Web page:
Diane LeBlanc

Glose: A Keyhole Remembering a Door

Words are rocky tears
the keys to the first doors
they grumble in caverns
lend their ruckus to storms
their silence to bread that’s ovened alive

          Venus Khoury-Ghata: from She Says
          — translated by Marilyn Hacker

Brittle as azurite,
the logic of war.
Where statues fell to cheers
now gravestones weep: their
words are rocky tears.

The men who once flew kites
salvage from those skies
hoopoe beak and bones, now tools.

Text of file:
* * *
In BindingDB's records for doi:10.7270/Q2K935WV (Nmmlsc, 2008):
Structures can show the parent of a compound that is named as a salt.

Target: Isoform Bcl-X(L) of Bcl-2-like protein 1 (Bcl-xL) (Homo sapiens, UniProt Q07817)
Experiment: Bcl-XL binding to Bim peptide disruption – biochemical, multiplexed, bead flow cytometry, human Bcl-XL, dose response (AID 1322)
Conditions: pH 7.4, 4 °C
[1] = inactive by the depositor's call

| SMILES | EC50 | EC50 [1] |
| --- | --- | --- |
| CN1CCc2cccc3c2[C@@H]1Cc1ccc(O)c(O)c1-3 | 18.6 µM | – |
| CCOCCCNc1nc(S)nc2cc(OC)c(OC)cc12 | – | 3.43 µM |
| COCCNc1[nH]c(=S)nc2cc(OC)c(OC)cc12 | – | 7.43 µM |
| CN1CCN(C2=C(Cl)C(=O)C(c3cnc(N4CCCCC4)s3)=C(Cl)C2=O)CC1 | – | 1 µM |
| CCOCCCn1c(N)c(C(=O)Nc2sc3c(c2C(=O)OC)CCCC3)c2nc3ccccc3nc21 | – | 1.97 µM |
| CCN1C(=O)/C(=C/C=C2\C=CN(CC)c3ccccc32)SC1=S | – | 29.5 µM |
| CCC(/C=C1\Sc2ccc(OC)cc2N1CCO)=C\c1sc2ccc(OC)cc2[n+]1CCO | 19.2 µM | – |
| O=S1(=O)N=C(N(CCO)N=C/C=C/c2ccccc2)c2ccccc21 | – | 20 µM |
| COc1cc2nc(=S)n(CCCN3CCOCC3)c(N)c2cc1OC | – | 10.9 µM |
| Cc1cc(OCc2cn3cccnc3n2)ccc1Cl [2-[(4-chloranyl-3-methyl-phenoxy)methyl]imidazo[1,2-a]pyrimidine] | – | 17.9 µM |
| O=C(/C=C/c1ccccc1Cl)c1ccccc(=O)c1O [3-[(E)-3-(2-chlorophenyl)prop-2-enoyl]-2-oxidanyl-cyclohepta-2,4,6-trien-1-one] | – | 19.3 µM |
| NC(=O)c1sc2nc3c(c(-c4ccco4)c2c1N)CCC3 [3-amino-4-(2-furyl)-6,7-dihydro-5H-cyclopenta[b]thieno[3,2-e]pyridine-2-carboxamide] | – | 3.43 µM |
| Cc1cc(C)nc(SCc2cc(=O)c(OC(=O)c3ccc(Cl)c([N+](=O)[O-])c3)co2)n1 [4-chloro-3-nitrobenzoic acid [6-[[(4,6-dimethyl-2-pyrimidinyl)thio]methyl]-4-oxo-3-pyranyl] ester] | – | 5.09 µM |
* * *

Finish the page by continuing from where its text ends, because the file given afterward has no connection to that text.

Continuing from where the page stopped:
They dig through doors using
the keys to the first doors.

Beneath the rubbled night
a breast weeps ash, a mouth
mothers its own burns,
kneading faith’s words until
they grumble in caverns.

There is no morning light,
only a keyhole
remembering a door.
Echoes of knuckles on wood
lend their ruckus to storms.

The last bones to take flight
borrow wings from the dead.
Kites burn. Deserts fly.
The dead offer their silence
to bread that’s ovened alive.